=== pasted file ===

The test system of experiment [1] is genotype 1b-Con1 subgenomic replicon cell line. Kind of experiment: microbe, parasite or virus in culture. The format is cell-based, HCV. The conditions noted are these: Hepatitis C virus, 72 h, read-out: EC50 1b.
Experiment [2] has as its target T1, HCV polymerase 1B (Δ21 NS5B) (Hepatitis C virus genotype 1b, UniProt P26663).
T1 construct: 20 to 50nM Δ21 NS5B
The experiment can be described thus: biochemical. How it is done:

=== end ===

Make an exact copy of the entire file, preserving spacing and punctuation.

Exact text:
The test system of experiment [1] is genotype 1b-Con1 subgenomic replicon cell line. Kind of experiment: microbe, parasite or virus in culture. The format is cell-based, HCV. The conditions noted are these: Hepatitis C virus, 72 h, read-out: EC50 1b.
Experiment [2] has as its target T1, HCV polymerase 1B (Δ21 NS5B) (Hepatitis C virus genotype 1b, UniProt P26663).
T1 construct: 20 to 50nM Δ21 NS5B
The experiment can be described thus: biochemical. How it is done: